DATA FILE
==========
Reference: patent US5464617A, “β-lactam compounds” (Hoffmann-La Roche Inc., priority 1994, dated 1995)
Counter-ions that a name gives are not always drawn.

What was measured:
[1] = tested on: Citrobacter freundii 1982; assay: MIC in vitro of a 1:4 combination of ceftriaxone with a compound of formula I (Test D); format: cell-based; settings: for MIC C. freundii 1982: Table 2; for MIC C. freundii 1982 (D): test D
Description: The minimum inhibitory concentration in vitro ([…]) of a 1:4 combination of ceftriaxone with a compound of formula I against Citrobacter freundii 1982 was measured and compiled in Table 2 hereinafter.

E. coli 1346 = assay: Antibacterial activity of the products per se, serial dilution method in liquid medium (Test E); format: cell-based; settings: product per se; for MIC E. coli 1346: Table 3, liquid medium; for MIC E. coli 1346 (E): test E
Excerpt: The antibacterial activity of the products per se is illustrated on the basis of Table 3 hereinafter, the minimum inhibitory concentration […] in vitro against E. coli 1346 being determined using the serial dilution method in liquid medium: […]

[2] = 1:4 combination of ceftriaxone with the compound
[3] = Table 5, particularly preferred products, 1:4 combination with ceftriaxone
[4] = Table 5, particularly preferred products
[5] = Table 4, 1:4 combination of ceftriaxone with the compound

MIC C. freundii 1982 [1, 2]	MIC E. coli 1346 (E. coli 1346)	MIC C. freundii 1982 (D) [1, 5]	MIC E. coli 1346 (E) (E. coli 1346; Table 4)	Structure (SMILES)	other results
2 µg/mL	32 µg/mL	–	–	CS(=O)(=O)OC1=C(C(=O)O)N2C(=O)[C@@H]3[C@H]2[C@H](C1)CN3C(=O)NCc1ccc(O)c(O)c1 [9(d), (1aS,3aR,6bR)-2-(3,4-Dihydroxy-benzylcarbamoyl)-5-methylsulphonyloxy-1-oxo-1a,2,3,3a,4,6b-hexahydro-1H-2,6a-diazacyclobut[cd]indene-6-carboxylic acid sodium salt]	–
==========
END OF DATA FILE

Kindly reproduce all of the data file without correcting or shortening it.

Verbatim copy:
Reference: patent US5464617A, “β-lactam compounds” (Hoffmann-La Roche Inc., priority 1994, dated 1995)
Counter-ions that a name gives are not always drawn.

What was measured:
[1] = tested on: Citrobacter freundii 1982; assay: MIC in vitro of a 1:4 combination of ceftriaxone with a compound of formula I (Test D); format: cell-based; settings: for MIC C. freundii 1982: Table 2; for MIC C. freundii 1982 (D): test D
Description: The minimum inhibitory concentration in vitro ([…]) of a 1:4 combination of ceftriaxone with a compound of formula I against Citrobacter freundii 1982 was measured and compiled in Table 2 hereinafter.

E. coli 1346 = assay: Antibacterial activity of the products per se, serial dilution method in liquid medium (Test E); format: cell-based; settings: product per se; for MIC E. coli 1346: Table 3, liquid medium; for MIC E. coli 1346 (E): test E
Excerpt: The antibacterial activity of the products per se is illustrated on the basis of Table 3 hereinafter, the minimum inhibitory concentration […] in vitro against E. coli 1346 being determined using the serial dilution method in liquid medium: […]

[2] = 1:4 combination of ceftriaxone with the compound
[3] = Table 5, particularly preferred products, 1:4 combination with ceftriaxone
[4] = Table 5, particularly preferred products
[5] = Table 4, 1:4 combination of ceftriaxone with the compound

MIC C. freundii 1982 [1, 2]	MIC E. coli 1346 (E. coli 1346)	MIC C. freundii 1982 (D) [1, 5]	MIC E. coli 1346 (E) (E. coli 1346; Table 4)	Structure (SMILES)	other results
2 µg/mL	32 µg/mL	–	–	CS(=O)(=O)OC1=C(C(=O)O)N2C(=O)[C@@H]3[C@H]2[C@H](C1)CN3C(=O)NCc1ccc(O)c(O)c1 [9(d), (1aS,3aR,6bR)-2-(3,4-Dihydroxy-benzylcarbamoyl)-5-methylsulphonyloxy-1-oxo-1a,2,3,3a,4,6b-hexahydro-1H-2,6a-diazacyclobut[cd]indene-6-carboxylic acid sodium salt]	–